Liam Payne, Jody Craddock and Black Country folk join the ICE way to raise money
From saucepans, to wash basins and even by tractor – there are plenty of ways to be drenched with ice cold water in the name of charity.
The Ice Bucket Challenge is sending a chill across the planet with celebrities and everyday folk taking the frosty plunge.
One Direction star Liam Payne, of Bushbury, Wolverhampton, is one of the hundreds of celebrities to take the soaking.
The 20-year-old was filmed surrounded by a group of 10 girls clutching silver bowls of freezing water.
The singer was nominated by Cheryl Cole and donated to the Ice Bucket Challenge's original charity – the Ateral Sclerosis Association (ALS). In this country ALS is known as motor neurone disease.
He subsequently challenged his girlfriend Sophia Smith, fellow pop star Pharrell Williams and comedians John C Reilly and Will Ferrell.
Wearing a white T-shirt and black baseball cap, the former St Peter's Collegiate School grimaces as the hoard of girls scream with excitement.
Tracy LeMay, of Cannock, took the challenge to new extremes.
The 46-year-old, who lives in Connecticut in the USA, is sat with her husband Ken, 47, and labrador Maddy while her daughter Tess, 13, empties the contents of a tractor bucket on them.
Mrs LeMay said: "One of my neighbours nominated us as a couple. We were happy to participate and we donated as well as completed the challenge.
"We decided to do the challenge with the tractor because we wanted a big splash. We were excited to do the challenge, but of course were anticipating getting very, very wet. I forgot to take my shoes off and they took ages to dry.
"The dog of course had no clue – but she loved it being a lab – she is the first one of our three dogs to line up for a bath."
They also donated to Project ALS.
Former Wolves' captain Jody Craddock has also braved the shiver. He took the challenge with sons Joseph and Luke, using a bucket and sink basins. But rather than looking petrified, like our Liam, the boys rather seemed to enjoy it.
But those who definitely did not look like they had fun were current Wolves' trio Carl Ikeme, Danny Batth and Richard Stearman. All three were left howling and made a mad dash after enduring their downpour.
They nominated a string of their teammates in the process.
Danielle Danks, 33, from Tipton, sent in a video of herself doing the challenge. Using a black basin she looked thoroughly drenched, but did not make any fuss.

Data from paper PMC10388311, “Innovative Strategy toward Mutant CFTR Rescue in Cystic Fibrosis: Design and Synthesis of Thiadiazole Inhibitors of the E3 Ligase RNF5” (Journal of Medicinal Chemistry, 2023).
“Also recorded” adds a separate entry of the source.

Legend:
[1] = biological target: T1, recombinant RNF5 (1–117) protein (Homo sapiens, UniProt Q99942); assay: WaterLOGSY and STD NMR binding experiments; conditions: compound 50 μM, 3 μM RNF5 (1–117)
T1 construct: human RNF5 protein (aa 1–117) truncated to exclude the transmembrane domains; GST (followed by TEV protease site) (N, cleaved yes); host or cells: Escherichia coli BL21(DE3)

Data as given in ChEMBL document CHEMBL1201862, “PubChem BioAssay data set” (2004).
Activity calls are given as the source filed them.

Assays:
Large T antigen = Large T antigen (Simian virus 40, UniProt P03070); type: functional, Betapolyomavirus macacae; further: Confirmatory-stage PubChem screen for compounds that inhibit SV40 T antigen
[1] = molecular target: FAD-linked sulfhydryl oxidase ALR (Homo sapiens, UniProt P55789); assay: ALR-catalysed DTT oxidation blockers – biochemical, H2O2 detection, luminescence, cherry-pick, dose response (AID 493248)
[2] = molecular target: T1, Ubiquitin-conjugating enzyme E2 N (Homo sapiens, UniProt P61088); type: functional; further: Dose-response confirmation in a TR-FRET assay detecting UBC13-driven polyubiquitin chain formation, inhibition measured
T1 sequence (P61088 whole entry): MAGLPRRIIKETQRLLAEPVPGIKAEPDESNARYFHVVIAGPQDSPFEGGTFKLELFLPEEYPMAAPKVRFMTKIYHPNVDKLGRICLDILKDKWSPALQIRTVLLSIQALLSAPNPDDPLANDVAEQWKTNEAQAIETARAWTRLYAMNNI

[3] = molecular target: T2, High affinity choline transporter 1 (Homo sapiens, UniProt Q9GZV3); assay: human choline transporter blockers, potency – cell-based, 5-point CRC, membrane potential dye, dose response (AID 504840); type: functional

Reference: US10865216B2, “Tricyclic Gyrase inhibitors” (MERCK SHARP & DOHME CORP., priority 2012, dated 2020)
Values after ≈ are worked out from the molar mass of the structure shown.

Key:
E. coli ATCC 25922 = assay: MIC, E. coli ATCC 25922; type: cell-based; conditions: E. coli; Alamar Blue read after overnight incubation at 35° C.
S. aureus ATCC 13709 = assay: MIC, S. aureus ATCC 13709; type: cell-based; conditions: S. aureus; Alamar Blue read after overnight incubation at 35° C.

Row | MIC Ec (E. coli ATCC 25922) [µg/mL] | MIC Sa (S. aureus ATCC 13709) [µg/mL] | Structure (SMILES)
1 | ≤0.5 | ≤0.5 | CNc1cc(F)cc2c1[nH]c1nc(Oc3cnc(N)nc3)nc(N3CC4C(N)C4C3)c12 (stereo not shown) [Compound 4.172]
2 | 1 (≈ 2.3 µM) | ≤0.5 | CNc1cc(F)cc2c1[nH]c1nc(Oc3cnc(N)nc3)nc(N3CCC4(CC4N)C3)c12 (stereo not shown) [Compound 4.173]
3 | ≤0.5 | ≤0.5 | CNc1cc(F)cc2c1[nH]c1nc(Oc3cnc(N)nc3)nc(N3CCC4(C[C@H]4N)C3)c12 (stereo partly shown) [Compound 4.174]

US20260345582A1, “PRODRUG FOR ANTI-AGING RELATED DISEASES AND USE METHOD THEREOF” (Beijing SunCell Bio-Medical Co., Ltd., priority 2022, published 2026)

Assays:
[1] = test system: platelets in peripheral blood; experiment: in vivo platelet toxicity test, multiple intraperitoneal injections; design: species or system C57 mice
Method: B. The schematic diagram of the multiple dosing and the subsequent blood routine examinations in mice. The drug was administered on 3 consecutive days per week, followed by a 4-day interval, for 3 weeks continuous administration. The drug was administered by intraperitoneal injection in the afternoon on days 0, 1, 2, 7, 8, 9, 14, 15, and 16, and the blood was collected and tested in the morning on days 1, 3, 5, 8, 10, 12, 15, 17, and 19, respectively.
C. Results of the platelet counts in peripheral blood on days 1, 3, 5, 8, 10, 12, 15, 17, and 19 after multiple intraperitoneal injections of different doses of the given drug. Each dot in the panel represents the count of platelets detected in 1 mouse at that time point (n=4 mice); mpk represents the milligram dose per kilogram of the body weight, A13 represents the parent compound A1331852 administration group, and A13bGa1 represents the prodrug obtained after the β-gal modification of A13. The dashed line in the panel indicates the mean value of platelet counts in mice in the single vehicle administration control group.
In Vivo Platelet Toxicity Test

Staff from Wolverhampton-based water cooler firm Angel Springs are also getting in on the act. Nine staff at the company's headquarters will get a soaking on September 2. They will be donating to Project ALS.
The craze has been sweeping the planet and going viral on the internet.
After each participant has filmed themselves enduring several seconds of icy pain, they then nominate up to three more people to undergo the same public humiliation.
The idea has been traced back to Boston College baseball player Pete Frates, whose promising sporting career was cut short after he developed motor neurone disease.
In 2013, he challenged several Boston Red Sox players to the ice-bucket treatment to raise money and awareness for the condition - individuals can either accept the challenge, or donate an agreed sum to charity - but most people are taking the punishment and also making a donation.
Cristiano Ronaldo and Steven Gerrard have taken part, so have Justin Bieber and Taylor Swift.
Russell Brand even challenged Prime Minister David Cameron.
While former US President George W Bush has braved the chill - so far President Obama has refused, choosing to donate instead.
A motor neuron is a nerve cell that makes voluntary muscle movements - the disease stops these cells from working properly.
It stops people eating, walking and talking, for example, but does not stop them from thinking or feeling, effectively leaving sufferers 'locked in' their bodies.
There is no known cure.
It is quite rare – only about 5,000 people in the UK suffer from the disease at the moment.
However, it strikes fast, and half of people diagnosed will die within the first 14 months of knowing they have it.
You can donate to whatever charity you like but the main UK charity for research into cures is MND Association.
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See also: Celebs take on the ice bucket challenge
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